“What I learned during the public hearing is that while these are small towns, these are people with big hearts,” Gordon said. “They’ve got big desires and big concerns. Everyone while I was there, they were courteous to themselves. They were courteous to me. They were courteous to the process… Without it being announced at the end, everyone participated— at least enough people participated at the end — to start stacking the chairs away before I had even left the building, and I thought that was commendable.”

Gordon gave a history of land transfers in Kansas since 1987. According to Gordon’s information, there have been 24 agreements between school districts and 23 of those were approved by KSBE. Also since 1987, there have been 23 land transfer petitions filed with KSBE and four of those were withdrawn. Eight of the remaining 19 petitions were approved by KSBE, while 11 were denied.

Gordon again went over K.S.A. 72-532 and the information to be obtained, including boundary lines, land valuation, etc. Then, he listed the factors which the State board must consider. Those include: the effect on current and future students; general improvement (or lack thereof) of public schools across the State of Kansas, equalization of benefits and burdens throughout the impacted communities; and whether there has been a material change in circumstance of “substantial and weighty nature.”

Gordon then gave a visual of a conversation he had with a former coach.

“We were at a national tournament and there was discussions of changing certain rules, and he was dissatisfied that there was an effort to change a rule at the national tournament after the entire season had finished up,” Gordon said. “His point was this, ‘You don’t move the goal post in the middle of the game. Tell me where the goal posts are and that’s where we’re going to kick it, but you have to tell us ahead of time where that is going to be.’”

Gordon said the goal posts in this matter were the factors listed in the statute including city boundaries, district capacities, buildings, busing, food service, staffing, commerce, areas of interest, enrollment and long-term effect on students. Gordon went through each factor and summarized the information and facts related to those factors.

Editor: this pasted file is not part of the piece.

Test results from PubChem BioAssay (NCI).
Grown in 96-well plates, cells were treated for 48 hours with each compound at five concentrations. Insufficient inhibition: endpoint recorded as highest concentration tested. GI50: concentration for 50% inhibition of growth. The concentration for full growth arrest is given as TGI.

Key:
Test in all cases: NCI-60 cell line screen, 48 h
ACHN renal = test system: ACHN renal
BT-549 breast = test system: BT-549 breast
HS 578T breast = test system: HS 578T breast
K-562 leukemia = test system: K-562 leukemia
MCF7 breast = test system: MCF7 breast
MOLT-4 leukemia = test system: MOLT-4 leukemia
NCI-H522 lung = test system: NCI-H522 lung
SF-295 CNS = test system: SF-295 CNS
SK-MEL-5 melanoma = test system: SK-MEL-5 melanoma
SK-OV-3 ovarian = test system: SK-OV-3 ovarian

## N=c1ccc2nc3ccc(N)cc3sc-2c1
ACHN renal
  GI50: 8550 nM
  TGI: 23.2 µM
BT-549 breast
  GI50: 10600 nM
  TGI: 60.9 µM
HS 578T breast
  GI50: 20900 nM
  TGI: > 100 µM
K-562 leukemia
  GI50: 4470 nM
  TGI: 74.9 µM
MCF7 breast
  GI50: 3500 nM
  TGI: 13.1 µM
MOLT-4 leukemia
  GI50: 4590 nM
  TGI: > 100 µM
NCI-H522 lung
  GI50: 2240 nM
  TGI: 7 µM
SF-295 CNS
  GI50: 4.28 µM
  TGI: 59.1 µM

When he got to material change in circumstance, he explained that the factors that should count were recent school closings, new/distant school openings and changes in the land itself. He said what doesn’t count are changes in transportation policy, changes in school district property taxes and requests to gain financial advantage.

“If it’s a recent school closing, again, what do you mean by recent?” Gordon said. “I don’t have a clear definition for you of what a recent school closing would be. Within the past three years, sure. If the school closed 12 years ago, no, I think I made that conclusion that that would not be a recent school closing. That is the conclusion I reach, reading the facts and the law. Regarding the recent school closing, yes, there was a recently closed school in Wetmore. That has been resolved by the two agreements that have just been signed by Chairman [Melanie] Haas earlier today, based on your vote you took last month. Again, the State board generally prefers those issues to be resolved by agreement and they were.”